With doubts expressed by its outgoing chairman and under scathing attack from the city's chief legal officer, the D.C. Board of Elections and Ethics yesterday scrapped its new rule that would have forced the mayor and other top officials to vacate their offices if accused of conflicts of interest.
Action by the three-member board was unanimous, although the author of the rule, board member Jeanus B. Parks Jr., defended its provisions.
Shari B. Kharasch, the board chairman who left office yesterday with praise from her two colleagues, circulated a memorandum saying she had second thoughts about the rule that was adopted after perfunctory discussion Nov. 29.
Soon before yesterday's meeting, Acting Corporation Counsel Louis P. Robbins, the city's top lawyer, issued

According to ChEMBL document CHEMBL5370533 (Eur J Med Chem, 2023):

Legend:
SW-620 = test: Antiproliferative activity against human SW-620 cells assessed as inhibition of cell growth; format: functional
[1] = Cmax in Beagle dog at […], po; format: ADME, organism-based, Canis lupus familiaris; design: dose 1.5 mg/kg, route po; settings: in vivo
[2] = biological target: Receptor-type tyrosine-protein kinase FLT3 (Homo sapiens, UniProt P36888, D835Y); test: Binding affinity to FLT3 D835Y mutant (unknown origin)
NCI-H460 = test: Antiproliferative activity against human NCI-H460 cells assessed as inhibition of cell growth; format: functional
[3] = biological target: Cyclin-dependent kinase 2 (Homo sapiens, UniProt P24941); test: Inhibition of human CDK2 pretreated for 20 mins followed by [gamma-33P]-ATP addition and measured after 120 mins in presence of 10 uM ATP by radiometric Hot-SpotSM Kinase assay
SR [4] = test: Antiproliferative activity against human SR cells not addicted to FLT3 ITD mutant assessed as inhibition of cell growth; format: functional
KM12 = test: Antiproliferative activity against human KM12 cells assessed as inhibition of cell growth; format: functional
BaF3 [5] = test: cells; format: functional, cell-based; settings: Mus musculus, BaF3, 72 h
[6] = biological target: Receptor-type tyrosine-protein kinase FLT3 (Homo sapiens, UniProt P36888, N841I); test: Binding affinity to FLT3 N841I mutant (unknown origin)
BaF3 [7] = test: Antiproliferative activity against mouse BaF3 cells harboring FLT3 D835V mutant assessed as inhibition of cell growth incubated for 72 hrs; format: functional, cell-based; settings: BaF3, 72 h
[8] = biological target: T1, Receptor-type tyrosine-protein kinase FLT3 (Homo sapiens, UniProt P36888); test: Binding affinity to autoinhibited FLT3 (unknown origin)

Unions representing the workers an opinion describing the rule as "a sledgehammer approach" to the prob-defective that . . . it is the opinion of (the corporation counsel's) office that they will have no legal force or effect," Robins concluded, in an opinion drafted by Assistan Corporation Counsel James C. McKay Jr.
Four members of the City Council-Willie J. Hardy (D-Ward 7), William R. Spaulding (D-Ward 5), John A. Wilson (D-Ward 2) and Nadine P. Winter (D-Ward 6) wrote the board saying the rule was "public mischief" and an invitation to lawsuits.
Parks, a Howard University law professor, said he drafted the rule after receiving six unsuitable drafts from the board's former general counsel, Winfred B. Mundle, who recently resigned.
The rule was intended to put the mayor and members of the council, along with some other top city officials, under rules similar to those applying to lower-ranking city officials.
However, the lower-ranking officials are required to avoid dealing with issues in which conflicts may occur, while the mayor and other top officials would have been required to va-